For all that Tommy Burns accomplished in a variety of roles in a distinguished life in football, he will forever be associated with the club where he began, and ultimately ended, his career.
And there will be huge sadness at Celtic for a man who served as player, coach and manager for more than 20 years before succumbing to cancer at the age of 51.
The Glaswegian's personable nature ensured he won friends on both sides of the Old Firm divide and elsewhere.
Burns had, until shortly before his death, been working as Celtic's head of youth development, as well as maintaining a role on Gordon Strachan's first-team coaching staff.
He also held a part-time role as Scotland assistant manager from March 2002 until January 2007, working under managers Berti Vogts and Walter Smith, sharing the lows and highs experienced by the Tartan Army.
Burns was in the running to succeed Smith, who quit to rejoin Rangers, but was overlooked by Scottish Football Association head-hunters and abandoned his national team role when it became clear he was not a candidate for the top job.
He was first diagnosed with cancer in 2006 and appeared to have beaten the disease. But Celtic announced in March of this year that Burns was again being treated - and he could not win his final battle.
Survived by his wife of 28 years, Rosemary, and his four children, he will be sorely missed by the football fraternity.
As a creative midfielder, Burns won eight caps for Scotland, seven of which came from 1981 to 1983.
Cap number eight came five years later, as substitute against England in a Rous Cup clash at Wembley, with Burns receiving recognition for his role in Celtic's league and cup double in their centenary season.
He had initially joined Celtic as 16-year-old in 1973 and made his first-team debut two years later.
For the next 14 years he was a first-team regular, notching up more than 350 league appearances before reaching the end of his Hoops career.
Burns made a farewell appearance in a friendly against Ajax before joining Kilmarnock. Facing the Dutch giants in his final match was an emotional experience.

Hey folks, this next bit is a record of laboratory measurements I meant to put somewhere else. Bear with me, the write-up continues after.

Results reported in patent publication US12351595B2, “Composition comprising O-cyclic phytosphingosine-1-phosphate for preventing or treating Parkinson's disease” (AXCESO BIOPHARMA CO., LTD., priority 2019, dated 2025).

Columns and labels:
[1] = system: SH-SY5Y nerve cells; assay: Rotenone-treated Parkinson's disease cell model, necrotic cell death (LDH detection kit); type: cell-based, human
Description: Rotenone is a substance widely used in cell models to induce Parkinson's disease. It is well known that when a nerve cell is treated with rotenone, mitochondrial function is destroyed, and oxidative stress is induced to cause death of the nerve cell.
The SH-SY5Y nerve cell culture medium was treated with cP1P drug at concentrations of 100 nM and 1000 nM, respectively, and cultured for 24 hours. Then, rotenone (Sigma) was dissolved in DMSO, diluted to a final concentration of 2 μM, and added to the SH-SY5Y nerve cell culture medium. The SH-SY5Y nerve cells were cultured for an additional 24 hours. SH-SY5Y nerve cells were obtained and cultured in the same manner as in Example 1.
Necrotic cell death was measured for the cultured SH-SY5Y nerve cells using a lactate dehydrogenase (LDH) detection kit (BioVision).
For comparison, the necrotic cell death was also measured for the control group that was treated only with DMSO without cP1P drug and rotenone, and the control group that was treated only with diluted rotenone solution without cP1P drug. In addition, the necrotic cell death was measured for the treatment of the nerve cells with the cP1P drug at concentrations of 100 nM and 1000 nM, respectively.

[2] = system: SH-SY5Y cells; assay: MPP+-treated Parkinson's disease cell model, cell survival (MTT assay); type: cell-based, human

"I wanted to go out with a smile on my face and not a tear in my eye," said Burns. "So I got all of my crying out of the way during the warm-up.
"I ran about the pitch for 20 minutes with tears running down my cheeks because I knew I would never wear a Celtic jersey again."
Tommy Burns won eight Scotland caps with Celtic
The switch to Rugby Park was a good one for Burns. Hugely popular with supporters, in 1992 he became the club's player-manager and promotion to the Premier League arrived in his first season.
He was named Celtic boss in 1994, an appointment that cost the Parkhead club a £100,000 fine when they were judged to have made an illegal approach.
Burns lasted three years in the Celtic hotseat but could not depose Rangers as they completed their run of nine consecutive championships.
Arguably, his finest moment came at the end of his first campaign, when Celtic beat Airdrie in the Scottish Cup final.
In the following season, 1995-96, Burns' exciting team lost just one league match but were still pipped to the title by Rangers, and a year later the manager was out of a job after being dismissed by Fergus McCann.
Burns had spells on the coaching staff at Newcastle and as manager of Reading but did not last long in England and returned to Celtic in 2000, shortly before Martin O'Neill's arrival from Leicester.
O'Neill put Burns in charge of the Celtic youth set-up and he helped bring through the likes of Shaun Maloney, Stephen McManus and Aiden McGeady.
The first cancer scare came at a time Burns was combining his Scotland and Celtic duties.
Barry Ferguson, the captain of Rangers and of Scotland, was quick to offer his support at the time.
"We were in the Scotland camp and Tommy knew that I hadn't been enjoying the best of seasons because of Rangers' results and the injury problems I'd been having with my ankle," Ferguson said.
"Tommy came to me and said, 'You're a good player - too good a player not to get through this spell'. You have to appreciate that kind of human touch."
One which will not be quickly forgotten, at Celtic Park and elsewhere.
This page is best viewed in an up-to-date web browser with style sheets (CSS) enabled. While you will be able to view the content of this page in your current browser, you will not be able to get the full visual experience. Please consider upgrading your browser software or enabling style sheets (CSS) if you are able to do so.